NASA powers up core computer system of Orion spacecraft for the first time

By Steve Brachmann
August 25, 2017

“Orion’s Natural Buoyancy Lab (NBL) Activities” by NASA/James Blair. Public domain.

In late August, news reports indicated that the Orion spacecraft being developed for NASA’s manned mission to Mars was powered up for the first time at the Kennedy Space Center in Florida. The successful powering of the Orion craft, including computer components, is a small yet important step along the path towards NASA’s eventual development of the Space Launch System (SLS).

Science news outlet Phys.org notes that Orion’s initial power-on was the first time that vehicle management computers, power units and data units installed on Orion were loaded with software and tested. The core system, referred to as the “heart” and “brain” of Orion by multiple outlets, must first be evaluated by the craft’s designers before testing out various crew module subsystems which will support manned missions into space. The craft, which is being designed, built and tested by Bethesda, MD-based aerospace contractor Lockheed Martin (NYSE:LMT), will be outfitted with 55 spacecraft avionics suite components which will be secured by nearly 400 harnesses over the coming months.

All of this work is in an effort to get the Orion craft ready for Exploration Mission-1 (EM-1), a mission which will involve the first launch of Orion by the SLS and the use of the moon’s gravitational forces to bring Orion to a deep retrograde orbit about 40,000 miles past the moon. On its return from EM-1, Orion is planned to use the moon’s gravity once again to accelerate the spacecraft towards Earth at speeds of 25,000 miles per hour, reaching temperatures of about 5,000°F, to test the craft’s ability to handle those speeds and temperatures.

This February, NASA started a feasibility study which will look into the risks and benefits of providing EM-1 with a manned crew. In May, NASA affirmed its plans for EM-1, determining that it was too difficult at the current stage of mission planning to address the difficulties of adding a manned crew to the mission. As of May, EM-1 was scheduled to take off in 2019, the date being adjusted in part due to tornado damage this February at NASA’s Michoud Assembly Facility in Louisiana. Plans for Exploration Mission-2 (EM-2) are already being made to provide Orion with its first manned crew which will take off using the SLS as early as August 2021. News releases from NASA indicate that the space agency is interested in sending up to four astronauts with each manned launch of Orion, including EM-2.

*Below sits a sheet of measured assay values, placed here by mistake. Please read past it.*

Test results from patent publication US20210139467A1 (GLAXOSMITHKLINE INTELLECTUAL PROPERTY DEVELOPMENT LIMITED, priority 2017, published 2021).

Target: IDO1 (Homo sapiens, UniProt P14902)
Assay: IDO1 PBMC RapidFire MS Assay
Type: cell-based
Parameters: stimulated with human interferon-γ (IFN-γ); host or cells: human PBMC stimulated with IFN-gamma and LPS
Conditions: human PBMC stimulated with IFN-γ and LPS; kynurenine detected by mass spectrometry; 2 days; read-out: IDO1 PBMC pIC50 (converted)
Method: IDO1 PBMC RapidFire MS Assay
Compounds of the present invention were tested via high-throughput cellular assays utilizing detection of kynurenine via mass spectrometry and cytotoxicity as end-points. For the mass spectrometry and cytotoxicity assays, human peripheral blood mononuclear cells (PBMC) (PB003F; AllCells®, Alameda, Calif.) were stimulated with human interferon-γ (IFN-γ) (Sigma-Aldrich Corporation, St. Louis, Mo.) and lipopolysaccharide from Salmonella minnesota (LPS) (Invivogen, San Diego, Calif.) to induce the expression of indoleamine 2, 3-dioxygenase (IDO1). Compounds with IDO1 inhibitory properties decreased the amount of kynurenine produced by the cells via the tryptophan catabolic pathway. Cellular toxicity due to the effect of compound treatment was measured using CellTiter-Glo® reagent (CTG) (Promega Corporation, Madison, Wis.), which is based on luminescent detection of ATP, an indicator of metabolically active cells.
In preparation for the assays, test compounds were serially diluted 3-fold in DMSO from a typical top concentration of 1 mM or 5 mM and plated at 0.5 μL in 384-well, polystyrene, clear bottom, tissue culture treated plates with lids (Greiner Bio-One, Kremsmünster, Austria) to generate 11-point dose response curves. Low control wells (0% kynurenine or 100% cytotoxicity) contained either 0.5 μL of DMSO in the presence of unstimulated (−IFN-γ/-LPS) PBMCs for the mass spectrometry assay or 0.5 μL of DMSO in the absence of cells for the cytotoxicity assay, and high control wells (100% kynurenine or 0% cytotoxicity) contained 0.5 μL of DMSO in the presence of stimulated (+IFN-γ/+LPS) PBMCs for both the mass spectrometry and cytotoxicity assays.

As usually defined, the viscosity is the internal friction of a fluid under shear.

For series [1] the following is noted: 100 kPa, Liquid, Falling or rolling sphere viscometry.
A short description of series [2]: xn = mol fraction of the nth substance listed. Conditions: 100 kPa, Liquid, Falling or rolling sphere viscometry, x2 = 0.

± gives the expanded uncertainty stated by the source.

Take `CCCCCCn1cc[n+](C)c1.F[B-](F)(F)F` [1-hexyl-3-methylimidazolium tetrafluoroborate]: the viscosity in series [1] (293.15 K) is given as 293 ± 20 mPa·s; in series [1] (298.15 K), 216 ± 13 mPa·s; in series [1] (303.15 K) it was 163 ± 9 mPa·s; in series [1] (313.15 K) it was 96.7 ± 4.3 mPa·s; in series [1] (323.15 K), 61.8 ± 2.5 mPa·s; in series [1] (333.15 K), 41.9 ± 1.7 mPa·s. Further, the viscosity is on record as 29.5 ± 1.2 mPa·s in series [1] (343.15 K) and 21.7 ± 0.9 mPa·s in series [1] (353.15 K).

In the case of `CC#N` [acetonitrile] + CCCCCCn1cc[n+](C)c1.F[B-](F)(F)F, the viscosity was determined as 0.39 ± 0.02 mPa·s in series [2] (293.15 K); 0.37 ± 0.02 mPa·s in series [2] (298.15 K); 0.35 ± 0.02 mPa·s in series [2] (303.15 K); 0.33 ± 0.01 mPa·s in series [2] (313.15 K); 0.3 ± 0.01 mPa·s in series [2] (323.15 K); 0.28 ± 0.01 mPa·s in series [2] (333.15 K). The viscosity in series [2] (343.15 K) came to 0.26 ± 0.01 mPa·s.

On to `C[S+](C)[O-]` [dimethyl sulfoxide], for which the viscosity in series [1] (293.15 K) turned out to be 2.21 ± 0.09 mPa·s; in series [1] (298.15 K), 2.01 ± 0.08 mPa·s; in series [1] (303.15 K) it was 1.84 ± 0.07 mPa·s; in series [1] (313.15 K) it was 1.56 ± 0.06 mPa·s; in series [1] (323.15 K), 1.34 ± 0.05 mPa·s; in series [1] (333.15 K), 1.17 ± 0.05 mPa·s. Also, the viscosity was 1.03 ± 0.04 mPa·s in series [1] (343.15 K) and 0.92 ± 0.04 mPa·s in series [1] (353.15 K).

The Author

Steve Brachmann

Steve Brachmann is a writer located in Buffalo, New York. He has worked professionally as a freelancer for more than a decade. He has become a regular contributor to IPWatchdog.com, writing about technology, innovation and is the primary author of the Companies We Follow series. His work has been published by The Buffalo News, The Hamburg Sun, USAToday.com, Chron.com, Motley Fool and OpenLettersMonthly.com. Steve also provides website copy and documents for various business clients.

Warning & Disclaimer: The pages, articles and comments on IPWatchdog.com do not constitute legal advice, nor do they create any attorney-client relationship. The articles published express the personal opinion and views of the author and should not be attributed to the author’s employer, clients or the sponsors of IPWatchdog.com. Read more.

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There are currently 3 Comments comments. Join the discussion.

  1. Walter August 25, 2017 11:20 am

    What material can withstand a temperature of 5,000 F?

  2. Benny August 26, 2017 6:00 am

    Walter,
    A carbon based one-time use heatshield burns away during re-entry. Incidentally, it would be more befitting an article concerned with technical issues to use metric units (celsius).

  3. Walter August 27, 2017 11:33 am

    @Benny: What about when the spacecraft exits the Earth’s atmosphere? The thermosphere is just as hot (Google it). Does the spacecraft use heat shields when exiting the Earth’s atmosphere? Are the windows made of the same heat-resistant material? (The article uses Fahrenheit units by the way.)

    Also, how does the spacecraft achieve escape velocity when exiting the Earth’s atmosphere? The escape velocity for Earth’s atmosphere is about 11.1 km/sec (which is about 6.9 miles/sec or 25,020 mph) – Does the spacecraft really go this fast?

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